The National Trust and planning. Part Two: Why we’re worried

On Wednesday I blogged about how the history of the National Trust was entwined with that of the planning system over the hundred years to 2012. Today’s post takes the story up to date with our current concerns about changes to the planning system.

Firstly, there is increasing evidence that there are problems with the current system  resulting from the introduction of the National Planning Policy Framework (NPPF) in 2012 and with the loss of skills and expertise in planning authorities:

  • Though there were positive changes with the final NPPF, it remains problematic and this has been exacerbated by slow progress by councils in finalising Local Plans and the lack of coordination between local authorities that used to take place with regional planning. Some of the problems have been hidden as house building slumped after the 2008 recession. It is now back up to pre-2008 levels and we are likely to see more controversial housing development going ahead. London is already seeing development proposals which worry Historic England and many other heritage organisations.
  • Linked to this, Green Belts are coming under pressure. Our own research in 2013 indicated that a majority of local planning authorities were planning to allocate Green Belt land for housing. The most recent DCLG statistics from March 2015 showed that 11 local planning authorities reduced their Green Belt in the previous year (not more than four a year had changed their Green Belts in previous years) with Christchurch reducing theirs by 6% and Newcastle-Upon-Tyne by 9%. Coventry are now planning to significantly reduce theirs.
  • Areas of Outstanding Natural Beauty (AONBS) are also coming under pressure from what seems like incorrect application of policies designed to protect them (eg see our research on this), and we’ve also seen the decision to grant permission for the huge potash mine in the North York Moors national park, which seems to go against the protections that are supposed to protect National Parks as our most important landscapes.
  • And local planning departments have had the biggest percentage cuts in budget within local councils, and have lost skilled and experienced staff. It’s hard to see how they can deal with further big reforms without additional resources or it affecting their performance.

And on top of these existing problems, we’re seeing a new raft of measures which could stretch and fragment the planning system still further:

  •  The Housing and Planning Bill further fragments the planning system with a new Permission in Principle system for pre-approval of development in some areas and the piloting of competition to process planning applications between commercial companies and councils. The Nationally Significant Infrastructure Projects process is to be expanded to cover housing alongside infrastructure. (The Bill is currently reaching the end of its Lords stage)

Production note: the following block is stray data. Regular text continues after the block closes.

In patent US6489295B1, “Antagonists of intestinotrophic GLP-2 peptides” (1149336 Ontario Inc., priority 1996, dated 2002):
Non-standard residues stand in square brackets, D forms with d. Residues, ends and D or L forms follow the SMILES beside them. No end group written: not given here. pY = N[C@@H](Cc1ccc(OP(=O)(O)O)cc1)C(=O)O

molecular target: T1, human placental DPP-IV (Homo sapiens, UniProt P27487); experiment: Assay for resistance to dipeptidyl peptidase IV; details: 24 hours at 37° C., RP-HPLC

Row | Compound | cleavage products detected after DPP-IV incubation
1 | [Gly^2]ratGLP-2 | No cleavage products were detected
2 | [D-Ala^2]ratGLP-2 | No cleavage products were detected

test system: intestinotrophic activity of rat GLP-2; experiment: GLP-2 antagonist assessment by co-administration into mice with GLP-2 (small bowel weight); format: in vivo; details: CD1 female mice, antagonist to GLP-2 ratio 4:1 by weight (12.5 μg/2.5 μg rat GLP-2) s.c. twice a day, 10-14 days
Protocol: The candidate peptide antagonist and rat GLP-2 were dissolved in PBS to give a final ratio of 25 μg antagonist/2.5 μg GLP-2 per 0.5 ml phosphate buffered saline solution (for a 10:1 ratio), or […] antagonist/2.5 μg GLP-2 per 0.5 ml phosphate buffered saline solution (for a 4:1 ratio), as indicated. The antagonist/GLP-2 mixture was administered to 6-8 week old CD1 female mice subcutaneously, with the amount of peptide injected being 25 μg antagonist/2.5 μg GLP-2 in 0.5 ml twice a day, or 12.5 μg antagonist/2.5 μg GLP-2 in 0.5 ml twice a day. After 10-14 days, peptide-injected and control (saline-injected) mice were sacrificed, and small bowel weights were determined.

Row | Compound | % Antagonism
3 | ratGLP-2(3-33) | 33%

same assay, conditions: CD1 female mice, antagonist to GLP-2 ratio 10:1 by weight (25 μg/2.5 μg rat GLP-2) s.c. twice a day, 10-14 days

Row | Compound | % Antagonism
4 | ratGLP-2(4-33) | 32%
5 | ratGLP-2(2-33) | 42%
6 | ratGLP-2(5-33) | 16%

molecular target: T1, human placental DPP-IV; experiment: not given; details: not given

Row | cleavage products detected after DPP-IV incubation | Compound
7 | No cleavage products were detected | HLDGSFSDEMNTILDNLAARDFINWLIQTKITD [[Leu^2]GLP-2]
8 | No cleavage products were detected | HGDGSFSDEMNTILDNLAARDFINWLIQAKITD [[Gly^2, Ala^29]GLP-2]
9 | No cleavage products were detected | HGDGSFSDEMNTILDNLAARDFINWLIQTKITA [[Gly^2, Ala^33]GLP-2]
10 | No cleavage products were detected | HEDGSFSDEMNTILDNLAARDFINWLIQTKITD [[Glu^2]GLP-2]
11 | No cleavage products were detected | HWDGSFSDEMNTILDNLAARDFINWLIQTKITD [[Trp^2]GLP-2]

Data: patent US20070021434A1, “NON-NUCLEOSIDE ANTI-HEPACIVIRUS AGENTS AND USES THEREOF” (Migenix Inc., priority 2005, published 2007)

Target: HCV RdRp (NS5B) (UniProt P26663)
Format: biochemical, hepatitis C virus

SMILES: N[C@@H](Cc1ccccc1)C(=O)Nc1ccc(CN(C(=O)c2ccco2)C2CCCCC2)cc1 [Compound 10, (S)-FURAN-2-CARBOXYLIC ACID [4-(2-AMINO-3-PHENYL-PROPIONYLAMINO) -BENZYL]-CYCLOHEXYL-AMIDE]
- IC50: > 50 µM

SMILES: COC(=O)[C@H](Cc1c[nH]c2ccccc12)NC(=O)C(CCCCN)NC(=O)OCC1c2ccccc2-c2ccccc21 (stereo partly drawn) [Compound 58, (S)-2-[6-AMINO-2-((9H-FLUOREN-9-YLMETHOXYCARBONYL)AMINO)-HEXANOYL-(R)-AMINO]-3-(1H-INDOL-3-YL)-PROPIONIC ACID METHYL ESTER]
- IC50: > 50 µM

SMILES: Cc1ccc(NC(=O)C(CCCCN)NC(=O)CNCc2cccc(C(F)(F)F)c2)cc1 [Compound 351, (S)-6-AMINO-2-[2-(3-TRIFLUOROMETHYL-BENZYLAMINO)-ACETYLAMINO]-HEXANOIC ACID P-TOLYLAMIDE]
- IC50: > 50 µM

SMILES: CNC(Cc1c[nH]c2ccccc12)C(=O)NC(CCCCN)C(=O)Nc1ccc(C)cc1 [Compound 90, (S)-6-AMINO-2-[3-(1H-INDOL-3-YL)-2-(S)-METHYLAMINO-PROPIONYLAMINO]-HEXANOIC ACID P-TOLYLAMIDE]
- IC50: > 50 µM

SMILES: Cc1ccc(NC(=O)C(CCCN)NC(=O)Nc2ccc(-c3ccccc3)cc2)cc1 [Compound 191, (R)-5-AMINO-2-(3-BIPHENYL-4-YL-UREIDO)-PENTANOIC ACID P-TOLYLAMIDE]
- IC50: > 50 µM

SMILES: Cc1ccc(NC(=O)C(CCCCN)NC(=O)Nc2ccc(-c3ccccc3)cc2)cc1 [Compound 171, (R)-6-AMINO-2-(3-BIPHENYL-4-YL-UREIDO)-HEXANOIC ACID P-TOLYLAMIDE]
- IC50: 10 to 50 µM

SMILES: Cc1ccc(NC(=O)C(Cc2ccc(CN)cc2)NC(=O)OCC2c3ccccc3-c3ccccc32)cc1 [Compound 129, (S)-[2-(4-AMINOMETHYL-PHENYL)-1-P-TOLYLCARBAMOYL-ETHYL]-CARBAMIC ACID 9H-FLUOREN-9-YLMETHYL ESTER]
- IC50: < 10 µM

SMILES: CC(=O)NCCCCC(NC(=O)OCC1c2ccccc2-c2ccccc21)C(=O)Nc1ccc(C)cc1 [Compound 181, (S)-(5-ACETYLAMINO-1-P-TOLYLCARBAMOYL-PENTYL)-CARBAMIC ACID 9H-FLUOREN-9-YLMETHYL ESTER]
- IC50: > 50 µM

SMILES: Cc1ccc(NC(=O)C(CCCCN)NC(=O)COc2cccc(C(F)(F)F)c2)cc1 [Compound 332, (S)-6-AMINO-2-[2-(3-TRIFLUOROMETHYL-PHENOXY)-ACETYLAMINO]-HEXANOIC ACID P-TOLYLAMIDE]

• Many of the clauses in the Housing and Planning Bill are permissive and lack detail, and DCLG has been consulting on the proposals in more detail. The regulations on piloting competition to process planning applications would allow developers to choose who processes the application. This would include undertaking consultation with statutory consultees like Historic England, negotiating s106 agreements and undertaking environmental impact assessment screening. Councillors would have at most “a week or two” to approve or reject the recommendations from the provider. We would not necessarily oppose this in principle but this is a more fundamental change compared to outsourcing building control or specialist archaeological or heritage advice. Other policies covered in the consultation include Permission in Principle and the brownfield register. You can read our consultation response on this below.
  • The consultation on changes to the NPPF ended on 22 February. Unless amended, the proposals could mean the unplanned expansion of village settlement boundaries ever outward through small development and push local authorities into releasing further land for development if housing developers do not build on what has already been released. The Government has indicated they plan to respond to the consultation with their final proposals in the summer.
  • A further DCLG/Defra consultation is underway on rural planning which could see a further expansion of what can be developed without the need for planning permission, even in protected areas like National Parks and AONBs.
  • Finally, there are likely to be further reforms from the Local Plan Expert Group’s work on speeding up Local Plans, which could see the public being less able to influence Local Plans and also the downgrading of “saved policies” from older plans so leaving decisions to be decided on the basis of the problematic National Planning Policy Framework.

The country needs more homes and there’s no reason why the planning system shouldn’t change to help deliver those homes. But fiddling with the system without a coherent approach threatens more sprawl rather than ensuring delivery of new communities where they are needed. The result is the careless loss of countryside and of the distinctiveness of England’s towns and villages.

We need a planning system for that delivers the homes we need, and works for the economy, society and our environment. Instead, we’re in danger of ending up with a service for big developers to get housing past local communities. No one is ever going to love planning but there are good reasons why it was invented over a hundred years ago, and those reasons haven’t fundamentally changed.

Richard Hebditch, External Affairs Director

DCLG Technical consultation on planning – NT response

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